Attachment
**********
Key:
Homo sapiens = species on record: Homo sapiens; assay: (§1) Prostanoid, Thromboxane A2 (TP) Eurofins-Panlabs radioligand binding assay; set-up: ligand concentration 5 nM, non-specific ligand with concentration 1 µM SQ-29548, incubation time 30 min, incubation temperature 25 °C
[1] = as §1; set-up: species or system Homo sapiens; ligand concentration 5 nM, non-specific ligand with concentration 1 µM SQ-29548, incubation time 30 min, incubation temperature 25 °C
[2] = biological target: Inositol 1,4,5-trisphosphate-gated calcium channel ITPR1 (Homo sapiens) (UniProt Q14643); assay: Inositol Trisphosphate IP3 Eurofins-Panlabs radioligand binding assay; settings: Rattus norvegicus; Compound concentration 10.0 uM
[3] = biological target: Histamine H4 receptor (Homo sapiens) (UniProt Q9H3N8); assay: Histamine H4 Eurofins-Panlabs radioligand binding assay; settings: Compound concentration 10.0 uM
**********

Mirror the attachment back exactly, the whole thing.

Key:
Homo sapiens = species on record: Homo sapiens; assay: (§1) Prostanoid, Thromboxane A2 (TP) Eurofins-Panlabs radioligand binding assay; set-up: ligand concentration 5 nM, non-specific ligand with concentration 1 µM SQ-29548, incubation time 30 min, incubation temperature 25 °C
[1] = as §1; set-up: species or system Homo sapiens; ligand concentration 5 nM, non-specific ligand with concentration 1 µM SQ-29548, incubation time 30 min, incubation temperature 25 °C
[2] = biological target: Inositol 1,4,5-trisphosphate-gated calcium channel ITPR1 (Homo sapiens) (UniProt Q14643); assay: Inositol Trisphosphate IP3 Eurofins-Panlabs radioligand binding assay; settings: Rattus norvegicus; Compound concentration 10.0 uM
[3] = biological target: Histamine H4 receptor (Homo sapiens) (UniProt Q9H3N8); assay: Histamine H4 Eurofins-Panlabs radioligand binding assay; settings: Compound concentration 10.0 uM